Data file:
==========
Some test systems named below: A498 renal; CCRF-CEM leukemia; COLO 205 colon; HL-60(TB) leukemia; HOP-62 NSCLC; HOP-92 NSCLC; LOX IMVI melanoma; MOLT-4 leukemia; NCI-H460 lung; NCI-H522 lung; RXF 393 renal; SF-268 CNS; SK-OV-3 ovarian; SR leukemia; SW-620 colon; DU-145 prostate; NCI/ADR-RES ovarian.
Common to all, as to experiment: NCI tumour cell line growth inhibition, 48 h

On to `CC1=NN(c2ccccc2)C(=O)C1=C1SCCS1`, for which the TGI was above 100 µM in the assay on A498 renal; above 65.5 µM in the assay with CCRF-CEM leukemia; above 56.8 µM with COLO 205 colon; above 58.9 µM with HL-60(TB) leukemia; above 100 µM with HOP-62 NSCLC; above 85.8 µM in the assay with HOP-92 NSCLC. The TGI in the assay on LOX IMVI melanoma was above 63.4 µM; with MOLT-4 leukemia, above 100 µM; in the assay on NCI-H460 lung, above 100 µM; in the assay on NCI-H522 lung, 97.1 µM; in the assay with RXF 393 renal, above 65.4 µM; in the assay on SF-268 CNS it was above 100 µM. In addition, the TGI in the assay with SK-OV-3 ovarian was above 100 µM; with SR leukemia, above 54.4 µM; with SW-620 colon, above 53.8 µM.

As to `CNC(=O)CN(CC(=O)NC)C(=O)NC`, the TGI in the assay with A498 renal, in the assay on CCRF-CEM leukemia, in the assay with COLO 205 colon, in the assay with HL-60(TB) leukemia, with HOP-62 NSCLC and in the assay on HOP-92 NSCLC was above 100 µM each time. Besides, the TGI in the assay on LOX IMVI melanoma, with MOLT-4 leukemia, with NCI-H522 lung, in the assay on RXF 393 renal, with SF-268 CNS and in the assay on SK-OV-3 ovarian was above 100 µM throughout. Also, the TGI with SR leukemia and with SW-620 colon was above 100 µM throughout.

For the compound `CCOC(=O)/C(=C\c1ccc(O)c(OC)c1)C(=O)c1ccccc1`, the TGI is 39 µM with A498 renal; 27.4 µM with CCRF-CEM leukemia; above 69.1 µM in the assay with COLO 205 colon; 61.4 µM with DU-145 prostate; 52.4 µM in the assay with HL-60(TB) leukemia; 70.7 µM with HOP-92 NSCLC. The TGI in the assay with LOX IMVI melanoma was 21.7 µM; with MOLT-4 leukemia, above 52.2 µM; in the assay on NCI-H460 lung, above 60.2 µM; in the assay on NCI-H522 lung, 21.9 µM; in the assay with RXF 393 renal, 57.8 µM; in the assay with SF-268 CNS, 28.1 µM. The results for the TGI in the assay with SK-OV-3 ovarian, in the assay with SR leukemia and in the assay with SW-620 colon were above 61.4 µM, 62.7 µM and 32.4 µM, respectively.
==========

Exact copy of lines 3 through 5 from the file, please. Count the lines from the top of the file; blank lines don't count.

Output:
On to `CC1=NN(c2ccccc2)C(=O)C1=C1SCCS1`, for which the TGI was above 100 µM in the assay on A498 renal; above 65.5 µM in the assay with CCRF-CEM leukemia; above 56.8 µM with COLO 205 colon; above 58.9 µM with HL-60(TB) leukemia; above 100 µM with HOP-62 NSCLC; above 85.8 µM in the assay with HOP-92 NSCLC. The TGI in the assay on LOX IMVI melanoma was above 63.4 µM; with MOLT-4 leukemia, above 100 µM; in the assay on NCI-H460 lung, above 100 µM; in the assay on NCI-H522 lung, 97.1 µM; in the assay with RXF 393 renal, above 65.4 µM; in the assay on SF-268 CNS it was above 100 µM. In addition, the TGI in the assay with SK-OV-3 ovarian was above 100 µM; with SR leukemia, above 54.4 µM; with SW-620 colon, above 53.8 µM.

As to `CNC(=O)CN(CC(=O)NC)C(=O)NC`, the TGI in the assay with A498 renal, in the assay on CCRF-CEM leukemia, in the assay with COLO 205 colon, in the assay with HL-60(TB) leukemia, with HOP-62 NSCLC and in the assay on HOP-92 NSCLC was above 100 µM each time. Besides, the TGI in the assay on LOX IMVI melanoma, with MOLT-4 leukemia, with NCI-H522 lung, in the assay on RXF 393 renal, with SF-268 CNS and in the assay on SK-OV-3 ovarian was above 100 µM throughout. Also, the TGI with SR leukemia and with SW-620 colon was above 100 µM throughout.

For the compound `CCOC(=O)/C(=C\c1ccc(O)c(OC)c1)C(=O)c1ccccc1`, the TGI is 39 µM with A498 renal; 27.4 µM with CCRF-CEM leukemia; above 69.1 µM in the assay with COLO 205 colon; 61.4 µM with DU-145 prostate; 52.4 µM in the assay with HL-60(TB) leukemia; 70.7 µM with HOP-92 NSCLC. The TGI in the assay with LOX IMVI melanoma was 21.7 µM; with MOLT-4 leukemia, above 52.2 µM; in the assay on NCI-H460 lung, above 60.2 µM; in the assay on NCI-H522 lung, 21.9 µM; in the assay with RXF 393 renal, 57.8 µM; in the assay with SF-268 CNS, 28.1 µM. The results for the TGI in the assay with SK-OV-3 ovarian, in the assay with SR leukemia and in the assay with SW-620 colon were above 61.4 µM, 62.7 µM and 32.4 µM, respectively.